The aim of this study was to quantify the utilisation of vascular access devices in Queensland public hospitals and their associated cost” Tuffaha et al (2018).
Objective: The aim of this study was to quantify the utilisation of vascular access devices in Queensland public hospitals and their associated cost.
Methods: Devices were broadly classified into peripheral intravenous catheters, central venous catheters and arterial lines. The number of catheters used was obtained from a central procurement department at Queensland Health and validated using Medicare Benefits Schedule (MBS) claims and/or hospital data from the Australian Institute of Health and Welfare for the same period. Resources consumed included equipment and staff time required to insert and remove catheters. Equipment costs were valued using negotiated hospital prices, and staff time was valued at the fixed industrial award wages in Australia or relevant MBS fees. Device maintenance costs (e.g. dressings) and costs of treating complications were excluded.
Results: Approximately 2.75 million vascular access devices were used in public hospitals in Queensland in 2016, at a total cost of A$59.14 million. This comprised a total equipment cost of around A$10.17 million and a total labour cost of A$48.85 million.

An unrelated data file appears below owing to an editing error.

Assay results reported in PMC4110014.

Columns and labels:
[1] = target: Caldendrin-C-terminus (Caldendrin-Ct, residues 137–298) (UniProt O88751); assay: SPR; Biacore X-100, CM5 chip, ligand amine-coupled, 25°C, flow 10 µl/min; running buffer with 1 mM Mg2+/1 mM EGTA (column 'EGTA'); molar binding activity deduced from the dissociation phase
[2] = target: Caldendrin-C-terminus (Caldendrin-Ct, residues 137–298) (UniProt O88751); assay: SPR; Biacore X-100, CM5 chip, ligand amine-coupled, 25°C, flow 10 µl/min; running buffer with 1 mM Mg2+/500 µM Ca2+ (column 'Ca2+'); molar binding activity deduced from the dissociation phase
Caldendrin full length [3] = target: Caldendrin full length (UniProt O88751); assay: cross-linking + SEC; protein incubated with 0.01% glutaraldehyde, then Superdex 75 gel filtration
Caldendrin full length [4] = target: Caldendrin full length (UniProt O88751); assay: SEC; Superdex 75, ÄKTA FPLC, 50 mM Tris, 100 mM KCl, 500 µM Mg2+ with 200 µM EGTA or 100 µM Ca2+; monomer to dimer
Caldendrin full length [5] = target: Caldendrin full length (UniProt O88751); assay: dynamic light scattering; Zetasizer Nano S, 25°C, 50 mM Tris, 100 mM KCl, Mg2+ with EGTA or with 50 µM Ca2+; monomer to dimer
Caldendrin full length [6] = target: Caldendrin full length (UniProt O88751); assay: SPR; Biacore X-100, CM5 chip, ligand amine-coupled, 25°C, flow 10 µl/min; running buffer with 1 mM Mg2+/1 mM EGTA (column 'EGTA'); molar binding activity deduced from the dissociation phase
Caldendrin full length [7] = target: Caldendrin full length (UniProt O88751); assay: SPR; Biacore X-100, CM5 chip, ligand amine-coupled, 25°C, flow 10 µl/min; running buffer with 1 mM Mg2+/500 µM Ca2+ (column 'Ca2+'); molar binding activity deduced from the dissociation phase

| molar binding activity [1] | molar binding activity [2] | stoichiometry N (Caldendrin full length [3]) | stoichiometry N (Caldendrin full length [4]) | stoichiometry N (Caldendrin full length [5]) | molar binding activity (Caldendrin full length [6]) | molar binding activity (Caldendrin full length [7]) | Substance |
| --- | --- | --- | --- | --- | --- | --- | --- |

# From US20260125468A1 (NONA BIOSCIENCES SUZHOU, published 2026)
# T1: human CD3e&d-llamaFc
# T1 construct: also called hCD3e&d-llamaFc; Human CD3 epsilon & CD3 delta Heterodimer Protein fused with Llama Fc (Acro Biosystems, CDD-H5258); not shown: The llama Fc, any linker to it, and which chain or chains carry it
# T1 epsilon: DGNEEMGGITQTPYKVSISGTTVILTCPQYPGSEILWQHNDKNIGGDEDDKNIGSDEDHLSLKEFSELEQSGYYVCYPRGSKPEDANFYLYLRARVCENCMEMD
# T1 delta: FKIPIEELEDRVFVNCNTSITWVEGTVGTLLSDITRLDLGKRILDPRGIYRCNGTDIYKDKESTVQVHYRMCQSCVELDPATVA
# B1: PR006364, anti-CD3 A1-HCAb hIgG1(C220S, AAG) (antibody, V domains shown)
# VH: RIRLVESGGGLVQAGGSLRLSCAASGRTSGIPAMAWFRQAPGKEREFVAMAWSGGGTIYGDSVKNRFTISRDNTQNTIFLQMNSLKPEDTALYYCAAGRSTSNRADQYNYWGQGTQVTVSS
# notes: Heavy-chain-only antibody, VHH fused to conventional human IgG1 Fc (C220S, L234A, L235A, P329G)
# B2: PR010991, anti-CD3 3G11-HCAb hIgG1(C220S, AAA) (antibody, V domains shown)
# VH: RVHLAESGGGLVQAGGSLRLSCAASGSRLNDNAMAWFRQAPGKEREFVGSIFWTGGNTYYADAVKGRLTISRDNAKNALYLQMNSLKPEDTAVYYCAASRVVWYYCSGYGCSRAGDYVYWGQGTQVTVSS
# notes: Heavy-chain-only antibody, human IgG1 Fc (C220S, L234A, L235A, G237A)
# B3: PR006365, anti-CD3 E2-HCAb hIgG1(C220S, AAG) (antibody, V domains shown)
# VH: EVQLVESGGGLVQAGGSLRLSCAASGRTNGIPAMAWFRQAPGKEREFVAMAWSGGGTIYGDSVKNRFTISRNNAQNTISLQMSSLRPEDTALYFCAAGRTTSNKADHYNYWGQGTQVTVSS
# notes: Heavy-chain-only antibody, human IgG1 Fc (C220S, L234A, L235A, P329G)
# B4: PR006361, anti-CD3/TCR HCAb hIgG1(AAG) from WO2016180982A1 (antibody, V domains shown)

Conclusion: Vascular access is an important component of healthcare expenditure. The present study is the first to characterise and cost vascular access devices in Queensland. Further research is needed on the costs of maintaining device function and of treating complications associated with vascular access.
What is known about the topic? The cost of vascular access in Australia has previously been estimated from modelling, using various assumptions, or based on device utilisation in other countries.
What does this paper add? For the first time, device utilisation for vascular access in Queensland has been quantified and costed. Results were obtained from reliable sources and validated against other databases.
What are the implications for practitioners? Practitioners and managers may now provide accurate estimates about the cost of catheter failure, a potentially preventable problem that affects up to 50% of all catheters placed. Attaching costs to such failure may also stimulate research into how to reduce the problem.
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Tuffaha, H.W., Marsh, N., Byrnes, J., Gavin, N., Webster, J., Cooke, M. and Rickard, C.M. (2018) Cost of vascular access devices in public hospitals in Queensland. Australian Health Review. September 4th. .